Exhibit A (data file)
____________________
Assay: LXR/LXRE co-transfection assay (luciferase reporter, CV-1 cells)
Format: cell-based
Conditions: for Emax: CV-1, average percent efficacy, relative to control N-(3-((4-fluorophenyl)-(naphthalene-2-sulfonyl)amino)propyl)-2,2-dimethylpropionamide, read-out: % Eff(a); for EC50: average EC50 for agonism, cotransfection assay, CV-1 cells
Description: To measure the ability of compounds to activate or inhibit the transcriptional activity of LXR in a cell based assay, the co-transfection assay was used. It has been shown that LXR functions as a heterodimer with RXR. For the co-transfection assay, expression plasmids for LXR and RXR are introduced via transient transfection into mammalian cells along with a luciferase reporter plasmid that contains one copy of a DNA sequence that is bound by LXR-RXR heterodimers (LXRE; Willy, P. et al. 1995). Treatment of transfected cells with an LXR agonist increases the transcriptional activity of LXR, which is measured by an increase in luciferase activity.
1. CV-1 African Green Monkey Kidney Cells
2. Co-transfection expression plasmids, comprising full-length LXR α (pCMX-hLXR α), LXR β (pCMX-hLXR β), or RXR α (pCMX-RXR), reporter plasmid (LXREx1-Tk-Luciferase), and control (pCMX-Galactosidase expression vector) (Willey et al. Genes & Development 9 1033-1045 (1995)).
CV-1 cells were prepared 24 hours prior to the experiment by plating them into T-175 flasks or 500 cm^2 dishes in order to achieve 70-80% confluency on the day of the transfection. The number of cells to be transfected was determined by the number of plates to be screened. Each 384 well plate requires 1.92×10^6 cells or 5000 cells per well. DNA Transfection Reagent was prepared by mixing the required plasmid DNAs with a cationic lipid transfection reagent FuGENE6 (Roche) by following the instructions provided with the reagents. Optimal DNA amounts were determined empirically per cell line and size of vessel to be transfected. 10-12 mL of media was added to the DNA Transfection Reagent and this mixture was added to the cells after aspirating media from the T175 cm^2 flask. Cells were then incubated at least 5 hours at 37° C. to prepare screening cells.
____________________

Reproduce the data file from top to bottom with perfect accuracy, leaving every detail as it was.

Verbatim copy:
Assay: LXR/LXRE co-transfection assay (luciferase reporter, CV-1 cells)
Format: cell-based
Conditions: for Emax: CV-1, average percent efficacy, relative to control N-(3-((4-fluorophenyl)-(naphthalene-2-sulfonyl)amino)propyl)-2,2-dimethylpropionamide, read-out: % Eff(a); for EC50: average EC50 for agonism, cotransfection assay, CV-1 cells
Description: To measure the ability of compounds to activate or inhibit the transcriptional activity of LXR in a cell based assay, the co-transfection assay was used. It has been shown that LXR functions as a heterodimer with RXR. For the co-transfection assay, expression plasmids for LXR and RXR are introduced via transient transfection into mammalian cells along with a luciferase reporter plasmid that contains one copy of a DNA sequence that is bound by LXR-RXR heterodimers (LXRE; Willy, P. et al. 1995). Treatment of transfected cells with an LXR agonist increases the transcriptional activity of LXR, which is measured by an increase in luciferase activity.
1. CV-1 African Green Monkey Kidney Cells
2. Co-transfection expression plasmids, comprising full-length LXR α (pCMX-hLXR α), LXR β (pCMX-hLXR β), or RXR α (pCMX-RXR), reporter plasmid (LXREx1-Tk-Luciferase), and control (pCMX-Galactosidase expression vector) (Willey et al. Genes & Development 9 1033-1045 (1995)).
CV-1 cells were prepared 24 hours prior to the experiment by plating them into T-175 flasks or 500 cm^2 dishes in order to achieve 70-80% confluency on the day of the transfection. The number of cells to be transfected was determined by the number of plates to be screened. Each 384 well plate requires 1.92×10^6 cells or 5000 cells per well. DNA Transfection Reagent was prepared by mixing the required plasmid DNAs with a cationic lipid transfection reagent FuGENE6 (Roche) by following the instructions provided with the reagents. Optimal DNA amounts were determined empirically per cell line and size of vessel to be transfected. 10-12 mL of media was added to the DNA Transfection Reagent and this mixture was added to the cells after aspirating media from the T175 cm^2 flask. Cells were then incubated at least 5 hours at 37° C. to prepare screening cells.